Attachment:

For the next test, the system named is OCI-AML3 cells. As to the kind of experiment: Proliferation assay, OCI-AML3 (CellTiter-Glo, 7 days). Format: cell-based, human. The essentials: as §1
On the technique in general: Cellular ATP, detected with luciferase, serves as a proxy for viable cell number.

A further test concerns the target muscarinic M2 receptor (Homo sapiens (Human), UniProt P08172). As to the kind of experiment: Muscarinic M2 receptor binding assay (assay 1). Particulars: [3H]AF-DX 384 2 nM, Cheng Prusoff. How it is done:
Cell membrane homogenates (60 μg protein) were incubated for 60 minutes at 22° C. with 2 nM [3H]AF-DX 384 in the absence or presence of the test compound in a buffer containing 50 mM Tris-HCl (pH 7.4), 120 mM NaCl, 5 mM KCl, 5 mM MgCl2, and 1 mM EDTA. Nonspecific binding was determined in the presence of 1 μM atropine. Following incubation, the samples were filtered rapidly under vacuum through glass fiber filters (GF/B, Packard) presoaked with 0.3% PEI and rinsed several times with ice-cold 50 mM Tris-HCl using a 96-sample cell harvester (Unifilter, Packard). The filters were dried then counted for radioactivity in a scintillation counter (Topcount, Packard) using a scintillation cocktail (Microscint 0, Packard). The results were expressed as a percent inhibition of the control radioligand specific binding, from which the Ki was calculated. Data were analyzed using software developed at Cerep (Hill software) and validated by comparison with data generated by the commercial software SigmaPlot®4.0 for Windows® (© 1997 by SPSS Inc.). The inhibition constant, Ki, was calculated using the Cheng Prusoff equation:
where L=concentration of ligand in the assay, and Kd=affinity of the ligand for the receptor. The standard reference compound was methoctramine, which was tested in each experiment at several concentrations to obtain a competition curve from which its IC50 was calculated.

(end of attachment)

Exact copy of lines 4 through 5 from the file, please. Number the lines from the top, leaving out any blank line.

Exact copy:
Cell membrane homogenates (60 μg protein) were incubated for 60 minutes at 22° C. with 2 nM [3H]AF-DX 384 in the absence or presence of the test compound in a buffer containing 50 mM Tris-HCl (pH 7.4), 120 mM NaCl, 5 mM KCl, 5 mM MgCl2, and 1 mM EDTA. Nonspecific binding was determined in the presence of 1 μM atropine. Following incubation, the samples were filtered rapidly under vacuum through glass fiber filters (GF/B, Packard) presoaked with 0.3% PEI and rinsed several times with ice-cold 50 mM Tris-HCl using a 96-sample cell harvester (Unifilter, Packard). The filters were dried then counted for radioactivity in a scintillation counter (Topcount, Packard) using a scintillation cocktail (Microscint 0, Packard). The results were expressed as a percent inhibition of the control radioligand specific binding, from which the Ki was calculated. Data were analyzed using software developed at Cerep (Hill software) and validated by comparison with data generated by the commercial software SigmaPlot®4.0 for Windows® (© 1997 by SPSS Inc.). The inhibition constant, Ki, was calculated using the Cheng Prusoff equation:
where L=concentration of ligand in the assay, and Kd=affinity of the ligand for the receptor. The standard reference compound was methoctramine, which was tested in each experiment at several concentrations to obtain a competition curve from which its IC50 was calculated.